Peripheral Artery Disease (PAD) describes a condition or set of conditions caused by the blockage or narrowing of the body’s large peripheral arteries.
Lack of proper blood flow to the legs is very common in this condition, with many patients experiencing leg pain with walking (claudication), which occurs as a result of the lack of oxygen to the muscle tissue.
In some patients the vascular system may compensate for the reduced blood flow by forming alternative routes, called collateral vessels, which bypass the affected vasculature.
In others, collateral vessels may not be sufficient resulting in foot pain at rest and non-healing sores on the feet.
|Conditions||Peripheral Artery Disease (also known as peripheral arterial disease, PAD, occlusive disease, peripheral vascular occlusive disease, PVOD, peripheral vascular disease, PVD, peripheral artery occlusive disease, PAOD, claudication, intermittent claudication, occlusive disease)|
What are the symptoms of Peripheral Artery Disease (PAD)?
Symptoms of PAD include:
- Persistent or intermittent leg pain (claudication) or cramping when walking
- Numbness or loss of sensation in the affected limb
- Sores that heal slowly or fail to heal
- Differences between limbs in relation to color and/or warmth
- Decreased rate of hair and nail growth on the impacted limb
- Foot pain at rest
What causes Peripheral Artery Disease (PAD)?
Over time, smoking, poor diet, and inactivity, in conjunction with diseases such as hypertension and diabetes, cause the vein walls to become rigid and narrow.
Risk factors for PAD include:
- High cholesterol
How is it diagnosed?
If PAD is suspected, your health care provider will perform a non-invasive test referred to as an ankle brachial pressure index (ABI). The ABI measures the difference between the systolic blood pressure in your arms and the systolic pressure in your ankles. Based on the result of this test, an ultrasound may be ordered to determine the extent of the blockage. Angiography, an x-ray dye procedure, or a Computed Tomography Angiography Scan (CTA) may also be used to more precisely define the exact location of the blockage if a procedure is indicated.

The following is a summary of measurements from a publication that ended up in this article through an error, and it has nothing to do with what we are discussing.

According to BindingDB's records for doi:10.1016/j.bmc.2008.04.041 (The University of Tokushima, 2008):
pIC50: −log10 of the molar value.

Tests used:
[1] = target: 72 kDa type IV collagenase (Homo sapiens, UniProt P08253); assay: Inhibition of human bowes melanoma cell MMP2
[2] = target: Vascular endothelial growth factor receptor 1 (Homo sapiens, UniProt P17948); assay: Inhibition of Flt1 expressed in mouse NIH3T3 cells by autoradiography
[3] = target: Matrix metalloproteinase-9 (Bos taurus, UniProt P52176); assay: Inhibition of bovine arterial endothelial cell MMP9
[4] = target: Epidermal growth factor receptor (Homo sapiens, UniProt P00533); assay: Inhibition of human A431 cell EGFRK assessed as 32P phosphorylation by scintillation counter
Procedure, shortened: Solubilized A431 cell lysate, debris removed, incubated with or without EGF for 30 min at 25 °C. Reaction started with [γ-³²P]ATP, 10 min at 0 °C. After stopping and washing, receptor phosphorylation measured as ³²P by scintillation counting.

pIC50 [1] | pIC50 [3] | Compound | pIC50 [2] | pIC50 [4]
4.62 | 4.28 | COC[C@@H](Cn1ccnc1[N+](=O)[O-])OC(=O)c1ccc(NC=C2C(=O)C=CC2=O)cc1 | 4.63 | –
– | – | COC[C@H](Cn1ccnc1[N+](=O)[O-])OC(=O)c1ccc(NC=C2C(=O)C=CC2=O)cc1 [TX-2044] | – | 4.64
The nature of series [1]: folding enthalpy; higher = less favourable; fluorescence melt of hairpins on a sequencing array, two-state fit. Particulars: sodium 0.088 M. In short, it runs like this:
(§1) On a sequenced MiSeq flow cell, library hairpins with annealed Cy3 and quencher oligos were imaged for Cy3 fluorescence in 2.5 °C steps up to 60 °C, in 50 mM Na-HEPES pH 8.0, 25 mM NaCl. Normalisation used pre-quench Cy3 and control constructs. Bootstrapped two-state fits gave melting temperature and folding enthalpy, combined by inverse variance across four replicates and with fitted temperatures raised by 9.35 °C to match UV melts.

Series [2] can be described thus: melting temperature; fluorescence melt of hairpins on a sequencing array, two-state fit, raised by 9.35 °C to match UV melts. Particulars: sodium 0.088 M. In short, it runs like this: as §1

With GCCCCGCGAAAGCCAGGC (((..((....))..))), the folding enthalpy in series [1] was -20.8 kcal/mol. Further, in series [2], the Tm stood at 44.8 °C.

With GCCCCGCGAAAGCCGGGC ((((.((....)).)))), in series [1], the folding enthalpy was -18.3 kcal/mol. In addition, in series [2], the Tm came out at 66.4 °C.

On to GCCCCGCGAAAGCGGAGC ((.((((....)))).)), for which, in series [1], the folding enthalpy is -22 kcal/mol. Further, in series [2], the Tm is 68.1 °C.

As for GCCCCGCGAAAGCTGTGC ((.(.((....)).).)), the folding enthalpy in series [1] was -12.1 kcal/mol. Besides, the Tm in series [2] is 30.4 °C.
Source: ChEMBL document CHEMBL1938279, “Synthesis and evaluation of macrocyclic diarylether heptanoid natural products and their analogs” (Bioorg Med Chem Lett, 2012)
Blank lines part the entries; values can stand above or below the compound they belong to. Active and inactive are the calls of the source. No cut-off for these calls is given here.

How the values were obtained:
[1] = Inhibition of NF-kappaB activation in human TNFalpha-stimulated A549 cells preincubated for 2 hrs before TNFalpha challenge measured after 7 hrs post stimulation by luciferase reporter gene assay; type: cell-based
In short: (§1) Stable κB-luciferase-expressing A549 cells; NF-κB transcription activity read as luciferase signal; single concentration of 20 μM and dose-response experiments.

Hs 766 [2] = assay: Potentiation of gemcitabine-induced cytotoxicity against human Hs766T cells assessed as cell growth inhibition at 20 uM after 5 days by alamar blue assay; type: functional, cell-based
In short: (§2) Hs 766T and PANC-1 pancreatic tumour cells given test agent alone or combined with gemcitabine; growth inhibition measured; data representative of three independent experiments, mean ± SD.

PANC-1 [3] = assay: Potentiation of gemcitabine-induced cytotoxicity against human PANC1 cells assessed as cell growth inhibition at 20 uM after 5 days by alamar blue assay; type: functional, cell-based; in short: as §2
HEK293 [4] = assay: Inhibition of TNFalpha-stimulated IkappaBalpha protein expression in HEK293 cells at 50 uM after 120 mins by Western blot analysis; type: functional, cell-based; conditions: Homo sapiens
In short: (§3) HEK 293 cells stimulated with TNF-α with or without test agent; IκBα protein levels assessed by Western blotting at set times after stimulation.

How is Peripheral Artery Disease treated?
The treatments for PAD focus primarily on risk factor reduction in conjunction with medical therapies. Surgical options are reserved for those patients who have the most severe symptoms and complications.
Risk Factor Reduction Steps:
- Stop smoking
- Walk 30 minutes, 4 to 5 times a week, stopping as needed
- Consider one of several medications specifically designed to treat claudication symptoms.
Procedures for Peripheral Vascular Disease
For a minority of patients the above recommendations and treatments aren’t enough, and minimally invasive treatment or surgery may be needed. Angioplasty or stent placement (as is done in the heart for coronary artery disease (CAD) are nonsurgical and are performed by making a small incision through which a catheter is inserted to reach the blocked artery. A tiny balloon is inflated inside the artery to open the clog. A stent — a tiny wire mesh cylinder — may also be implanted at this time to help hold the artery open. Sometimes a medicine can be given through the catheter or a special device can be inserted through it to remove a clot that’s blocking the artery. Artherectomy is a procedure to remove plaque from the artery.
If there’s a long portion of artery in your leg that’s completely blocked and you’re having severe symptoms, surgery may be necessary. A vein from another part of the body can be used to “bypass” and reroute blood around the closed artery. Your healthcare professional will discuss your options and help choose the best procedure for your situation.